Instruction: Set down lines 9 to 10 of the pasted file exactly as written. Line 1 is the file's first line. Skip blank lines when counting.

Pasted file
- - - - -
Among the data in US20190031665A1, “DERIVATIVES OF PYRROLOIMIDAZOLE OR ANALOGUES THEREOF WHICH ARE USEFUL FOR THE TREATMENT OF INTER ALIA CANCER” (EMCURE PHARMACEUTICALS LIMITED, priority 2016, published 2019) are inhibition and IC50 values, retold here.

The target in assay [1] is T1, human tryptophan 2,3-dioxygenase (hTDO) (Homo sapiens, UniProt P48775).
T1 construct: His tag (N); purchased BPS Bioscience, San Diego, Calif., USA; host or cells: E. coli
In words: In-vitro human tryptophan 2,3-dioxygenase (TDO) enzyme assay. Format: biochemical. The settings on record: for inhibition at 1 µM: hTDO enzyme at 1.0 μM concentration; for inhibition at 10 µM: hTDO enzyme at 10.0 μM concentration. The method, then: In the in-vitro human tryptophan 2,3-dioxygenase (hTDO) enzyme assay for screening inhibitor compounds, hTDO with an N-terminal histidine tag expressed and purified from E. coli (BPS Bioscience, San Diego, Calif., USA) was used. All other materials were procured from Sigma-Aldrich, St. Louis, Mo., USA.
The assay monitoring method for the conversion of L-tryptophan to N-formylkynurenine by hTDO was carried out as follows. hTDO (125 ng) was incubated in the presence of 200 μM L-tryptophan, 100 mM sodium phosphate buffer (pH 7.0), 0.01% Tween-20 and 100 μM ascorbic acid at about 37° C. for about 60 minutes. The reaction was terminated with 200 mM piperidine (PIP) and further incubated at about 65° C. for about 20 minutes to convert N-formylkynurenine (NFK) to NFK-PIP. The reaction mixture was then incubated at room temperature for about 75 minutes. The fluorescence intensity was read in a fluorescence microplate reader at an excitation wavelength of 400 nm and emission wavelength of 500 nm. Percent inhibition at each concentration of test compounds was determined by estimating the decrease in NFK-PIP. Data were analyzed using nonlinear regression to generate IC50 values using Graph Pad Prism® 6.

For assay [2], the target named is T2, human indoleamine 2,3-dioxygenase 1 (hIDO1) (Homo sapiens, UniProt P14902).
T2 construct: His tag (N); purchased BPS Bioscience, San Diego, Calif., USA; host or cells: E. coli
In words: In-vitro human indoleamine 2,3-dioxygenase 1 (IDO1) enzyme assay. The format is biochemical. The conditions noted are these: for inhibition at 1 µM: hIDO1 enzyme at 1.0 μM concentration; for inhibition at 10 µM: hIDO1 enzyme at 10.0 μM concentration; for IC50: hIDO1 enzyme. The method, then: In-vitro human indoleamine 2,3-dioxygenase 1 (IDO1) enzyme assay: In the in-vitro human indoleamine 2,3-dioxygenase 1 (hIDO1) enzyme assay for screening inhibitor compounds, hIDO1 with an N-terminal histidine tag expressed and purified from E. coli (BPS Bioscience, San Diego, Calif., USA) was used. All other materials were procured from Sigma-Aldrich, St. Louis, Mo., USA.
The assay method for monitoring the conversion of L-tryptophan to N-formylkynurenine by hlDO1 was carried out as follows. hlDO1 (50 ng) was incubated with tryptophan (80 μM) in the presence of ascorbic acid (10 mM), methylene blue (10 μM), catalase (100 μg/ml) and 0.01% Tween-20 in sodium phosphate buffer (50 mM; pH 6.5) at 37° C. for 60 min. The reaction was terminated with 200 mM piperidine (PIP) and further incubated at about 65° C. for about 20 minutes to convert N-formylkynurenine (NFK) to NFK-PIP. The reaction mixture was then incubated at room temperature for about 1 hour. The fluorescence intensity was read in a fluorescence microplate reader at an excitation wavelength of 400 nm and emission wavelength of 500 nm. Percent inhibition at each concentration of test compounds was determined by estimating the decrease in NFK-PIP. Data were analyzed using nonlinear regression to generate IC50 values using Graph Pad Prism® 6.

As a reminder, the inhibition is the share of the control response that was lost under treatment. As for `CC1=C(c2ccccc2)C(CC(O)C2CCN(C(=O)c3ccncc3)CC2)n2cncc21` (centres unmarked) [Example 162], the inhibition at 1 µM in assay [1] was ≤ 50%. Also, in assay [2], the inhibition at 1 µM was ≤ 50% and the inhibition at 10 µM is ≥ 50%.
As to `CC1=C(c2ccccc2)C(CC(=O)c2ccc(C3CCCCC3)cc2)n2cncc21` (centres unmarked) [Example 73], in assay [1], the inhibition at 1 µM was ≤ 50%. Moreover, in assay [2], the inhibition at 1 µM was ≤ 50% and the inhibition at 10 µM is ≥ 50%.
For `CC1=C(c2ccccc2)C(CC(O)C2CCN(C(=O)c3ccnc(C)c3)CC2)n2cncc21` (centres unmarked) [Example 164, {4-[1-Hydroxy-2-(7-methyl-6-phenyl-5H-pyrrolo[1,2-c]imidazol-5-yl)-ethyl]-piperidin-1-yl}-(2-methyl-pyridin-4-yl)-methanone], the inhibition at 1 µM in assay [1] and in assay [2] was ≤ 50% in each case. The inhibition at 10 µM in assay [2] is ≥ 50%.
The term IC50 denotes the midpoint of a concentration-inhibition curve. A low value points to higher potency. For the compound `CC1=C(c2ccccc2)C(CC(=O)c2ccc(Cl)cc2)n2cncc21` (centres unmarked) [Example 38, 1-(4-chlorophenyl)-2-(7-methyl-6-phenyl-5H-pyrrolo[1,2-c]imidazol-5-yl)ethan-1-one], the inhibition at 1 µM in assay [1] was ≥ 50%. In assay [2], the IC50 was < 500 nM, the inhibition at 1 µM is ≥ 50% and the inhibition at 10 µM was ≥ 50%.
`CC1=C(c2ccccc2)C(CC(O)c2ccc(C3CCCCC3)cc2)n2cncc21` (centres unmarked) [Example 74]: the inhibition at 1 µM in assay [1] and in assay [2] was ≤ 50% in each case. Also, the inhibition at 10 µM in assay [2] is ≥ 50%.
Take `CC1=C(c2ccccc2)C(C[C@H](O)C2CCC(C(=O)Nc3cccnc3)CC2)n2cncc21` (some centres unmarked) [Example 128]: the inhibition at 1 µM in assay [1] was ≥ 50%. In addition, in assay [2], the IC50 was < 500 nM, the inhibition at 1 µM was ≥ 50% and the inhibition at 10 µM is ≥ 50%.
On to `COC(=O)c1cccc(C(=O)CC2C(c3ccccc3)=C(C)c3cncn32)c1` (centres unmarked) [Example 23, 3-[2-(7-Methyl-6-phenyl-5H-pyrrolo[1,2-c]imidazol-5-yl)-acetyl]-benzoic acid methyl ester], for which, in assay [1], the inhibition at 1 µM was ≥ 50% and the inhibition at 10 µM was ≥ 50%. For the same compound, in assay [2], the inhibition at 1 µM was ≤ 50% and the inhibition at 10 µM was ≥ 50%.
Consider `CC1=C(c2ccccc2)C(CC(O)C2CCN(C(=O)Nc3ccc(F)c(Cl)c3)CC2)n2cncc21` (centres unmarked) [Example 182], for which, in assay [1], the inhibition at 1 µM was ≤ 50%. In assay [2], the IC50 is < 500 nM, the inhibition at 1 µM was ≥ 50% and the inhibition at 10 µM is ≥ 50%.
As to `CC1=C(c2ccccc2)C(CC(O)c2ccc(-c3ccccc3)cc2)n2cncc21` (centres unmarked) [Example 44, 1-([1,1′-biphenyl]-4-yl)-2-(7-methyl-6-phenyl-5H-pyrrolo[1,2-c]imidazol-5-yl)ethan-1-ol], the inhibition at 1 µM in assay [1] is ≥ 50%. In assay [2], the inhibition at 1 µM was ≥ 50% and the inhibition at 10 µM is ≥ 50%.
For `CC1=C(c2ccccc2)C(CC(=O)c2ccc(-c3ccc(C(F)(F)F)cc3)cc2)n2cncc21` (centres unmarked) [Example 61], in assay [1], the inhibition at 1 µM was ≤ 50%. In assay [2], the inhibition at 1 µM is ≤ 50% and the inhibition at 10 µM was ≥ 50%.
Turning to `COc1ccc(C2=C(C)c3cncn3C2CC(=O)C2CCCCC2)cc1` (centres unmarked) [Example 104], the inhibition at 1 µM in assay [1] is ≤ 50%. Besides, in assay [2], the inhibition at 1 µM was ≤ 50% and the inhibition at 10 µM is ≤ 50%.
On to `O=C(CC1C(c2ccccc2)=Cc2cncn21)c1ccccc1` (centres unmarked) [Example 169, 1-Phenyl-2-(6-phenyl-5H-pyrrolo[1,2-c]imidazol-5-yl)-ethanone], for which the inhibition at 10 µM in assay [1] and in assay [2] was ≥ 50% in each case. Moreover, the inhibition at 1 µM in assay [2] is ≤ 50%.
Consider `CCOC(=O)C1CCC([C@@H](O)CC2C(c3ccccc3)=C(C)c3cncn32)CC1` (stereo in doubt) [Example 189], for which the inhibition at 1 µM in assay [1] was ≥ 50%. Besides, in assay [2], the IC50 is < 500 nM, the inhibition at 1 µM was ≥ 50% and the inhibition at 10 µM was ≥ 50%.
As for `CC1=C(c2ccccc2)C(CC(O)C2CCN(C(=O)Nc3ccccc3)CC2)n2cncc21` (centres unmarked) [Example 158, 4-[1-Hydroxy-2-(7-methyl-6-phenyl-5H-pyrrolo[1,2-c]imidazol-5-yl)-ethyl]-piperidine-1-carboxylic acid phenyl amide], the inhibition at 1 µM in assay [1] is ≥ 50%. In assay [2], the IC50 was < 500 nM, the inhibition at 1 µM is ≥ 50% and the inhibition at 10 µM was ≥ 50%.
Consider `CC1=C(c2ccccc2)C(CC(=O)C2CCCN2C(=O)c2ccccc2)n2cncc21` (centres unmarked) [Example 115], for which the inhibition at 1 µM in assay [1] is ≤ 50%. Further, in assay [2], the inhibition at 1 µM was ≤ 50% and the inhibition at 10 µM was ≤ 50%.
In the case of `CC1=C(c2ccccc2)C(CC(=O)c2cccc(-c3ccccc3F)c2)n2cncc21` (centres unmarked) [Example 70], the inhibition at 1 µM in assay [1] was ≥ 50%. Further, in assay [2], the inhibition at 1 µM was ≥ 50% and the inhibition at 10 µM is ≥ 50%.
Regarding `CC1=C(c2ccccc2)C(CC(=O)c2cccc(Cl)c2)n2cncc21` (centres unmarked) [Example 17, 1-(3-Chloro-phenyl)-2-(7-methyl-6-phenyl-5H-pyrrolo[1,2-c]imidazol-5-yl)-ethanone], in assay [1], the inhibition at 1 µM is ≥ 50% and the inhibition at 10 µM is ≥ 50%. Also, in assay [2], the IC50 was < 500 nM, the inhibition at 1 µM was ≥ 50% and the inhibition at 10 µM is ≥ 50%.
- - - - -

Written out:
The assay method for monitoring the conversion of L-tryptophan to N-formylkynurenine by hlDO1 was carried out as follows. hlDO1 (50 ng) was incubated with tryptophan (80 μM) in the presence of ascorbic acid (10 mM), methylene blue (10 μM), catalase (100 μg/ml) and 0.01% Tween-20 in sodium phosphate buffer (50 mM; pH 6.5) at 37° C. for 60 min. The reaction was terminated with 200 mM piperidine (PIP) and further incubated at about 65° C. for about 20 minutes to convert N-formylkynurenine (NFK) to NFK-PIP. The reaction mixture was then incubated at room temperature for about 1 hour. The fluorescence intensity was read in a fluorescence microplate reader at an excitation wavelength of 400 nm and emission wavelength of 500 nm. Percent inhibition at each concentration of test compounds was determined by estimating the decrease in NFK-PIP. Data were analyzed using nonlinear regression to generate IC50 values using Graph Pad Prism® 6.

As a reminder, the inhibition is the share of the control response that was lost under treatment. As for `CC1=C(c2ccccc2)C(CC(O)C2CCN(C(=O)c3ccncc3)CC2)n2cncc21` (centres unmarked) [Example 162], the inhibition at 1 µM in assay [1] was ≤ 50%. Also, in assay [2], the inhibition at 1 µM was ≤ 50% and the inhibition at 10 µM is ≥ 50%.